The corruption scandal engulfing football's governing body has widened, after a number of past or present FIFA officials were among 16 further people charged by US authorities on 3 December. The indictments, released by the US Department of Justice in Washington, came just hours after the arrests of two FIFA officials in dawn raids at a luxury hotel in Zurich.
Acting on a request from US authorities, Juan Angel Napout president of the South American Football Confederation (CONMEBOL) and Alfredo Hawit, president of the North, Central American and Caribbean ruling body (CONCACAF) were detained by Swiss federal police. The pair are in custody pending extradition to the US, which they contested at police hearings in Zurich, Switzerland's justice ministry said in a statement. "According to the US arrest requests, they are suspected of accepting bribes of millions of dollars," the justice ministry said. "Some of the offences were agreed and prepared in the USA. Payments were also processed via US banks."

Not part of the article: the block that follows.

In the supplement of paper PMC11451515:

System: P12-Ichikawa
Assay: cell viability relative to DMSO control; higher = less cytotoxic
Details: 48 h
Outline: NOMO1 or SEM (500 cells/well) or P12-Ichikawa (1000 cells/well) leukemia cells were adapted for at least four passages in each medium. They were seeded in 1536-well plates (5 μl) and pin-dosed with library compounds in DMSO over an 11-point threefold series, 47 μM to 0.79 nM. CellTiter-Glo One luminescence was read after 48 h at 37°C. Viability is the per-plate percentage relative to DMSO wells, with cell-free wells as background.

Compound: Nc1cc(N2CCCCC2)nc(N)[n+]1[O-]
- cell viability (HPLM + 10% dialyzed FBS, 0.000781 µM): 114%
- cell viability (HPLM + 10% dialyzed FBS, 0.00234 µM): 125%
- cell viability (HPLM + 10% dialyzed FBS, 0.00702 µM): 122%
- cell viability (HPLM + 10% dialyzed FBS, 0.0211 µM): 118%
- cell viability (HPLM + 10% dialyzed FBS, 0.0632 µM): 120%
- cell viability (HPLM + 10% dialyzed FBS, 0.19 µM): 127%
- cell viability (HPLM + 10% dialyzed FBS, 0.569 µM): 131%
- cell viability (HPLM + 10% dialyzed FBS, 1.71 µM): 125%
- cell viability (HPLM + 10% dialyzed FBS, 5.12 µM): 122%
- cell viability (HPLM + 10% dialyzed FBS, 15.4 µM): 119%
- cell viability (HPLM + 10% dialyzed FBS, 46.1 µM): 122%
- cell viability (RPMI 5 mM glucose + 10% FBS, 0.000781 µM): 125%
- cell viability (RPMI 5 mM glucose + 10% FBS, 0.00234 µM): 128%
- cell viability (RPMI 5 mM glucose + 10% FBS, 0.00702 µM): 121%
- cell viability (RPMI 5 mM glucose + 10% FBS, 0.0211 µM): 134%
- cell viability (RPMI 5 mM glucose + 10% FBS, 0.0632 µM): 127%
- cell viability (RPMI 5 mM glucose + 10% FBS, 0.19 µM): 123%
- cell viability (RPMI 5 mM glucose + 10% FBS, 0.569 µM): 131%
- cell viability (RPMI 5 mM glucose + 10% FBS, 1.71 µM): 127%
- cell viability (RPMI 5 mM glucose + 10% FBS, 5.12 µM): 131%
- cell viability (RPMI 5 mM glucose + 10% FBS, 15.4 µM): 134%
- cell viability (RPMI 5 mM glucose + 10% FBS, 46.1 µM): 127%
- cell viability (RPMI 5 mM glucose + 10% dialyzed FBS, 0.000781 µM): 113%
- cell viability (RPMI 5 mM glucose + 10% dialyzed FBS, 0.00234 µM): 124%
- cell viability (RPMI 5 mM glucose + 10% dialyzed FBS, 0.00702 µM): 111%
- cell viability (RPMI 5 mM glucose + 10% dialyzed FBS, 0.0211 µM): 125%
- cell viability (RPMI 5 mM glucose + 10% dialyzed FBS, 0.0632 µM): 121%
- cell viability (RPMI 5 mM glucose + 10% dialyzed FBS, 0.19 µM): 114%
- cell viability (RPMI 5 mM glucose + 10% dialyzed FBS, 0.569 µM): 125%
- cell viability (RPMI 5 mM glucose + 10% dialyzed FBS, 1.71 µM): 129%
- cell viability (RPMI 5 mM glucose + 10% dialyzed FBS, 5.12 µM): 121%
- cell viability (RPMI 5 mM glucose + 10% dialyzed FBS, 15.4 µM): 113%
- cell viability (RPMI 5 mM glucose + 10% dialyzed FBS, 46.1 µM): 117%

The latest 92-count indictments against the 16 new defendants allege "racketeering, wire fraud and money laundering conspiracies" with "sustained abuse of [the defendants'] positions for financial gain". One high-profile arrest includes former FIFA vice-president Ricardo Teixeira who was among those accused of partaking in "criminal schemes involving well over $200m (£132m) in bribes and kickbacks". A total of 27 people have been charged since May. FIFA has said that it will fully cooperate.
In a scathing review of the situation, US attorney general Loretta Lynch said: "The betrayal of trust set forth here is outrageous." She added: "The scale of corruption alleged herein is unconscionable. And the message from this announcement should be clear to every culpable individual who remains in the shadows, hoping to evade our investigation: you will not wait us out. You will not escape our focus."
The charged executives include: Alfredo Hawitt, Ariel Alvarado, Rafael Callejas, Bryan Jimenez, Rafael Salguero, Hector Trujillo and Reynaldo Vasquez, Juan Angel Napout, Manuel Burga, Carlos Chavez, Luis Chiriboga, Marco Polo del Negro, Eduardo Deluca, Jose Luis Meiszner, Romer Osuna and Ricardo Teixeira.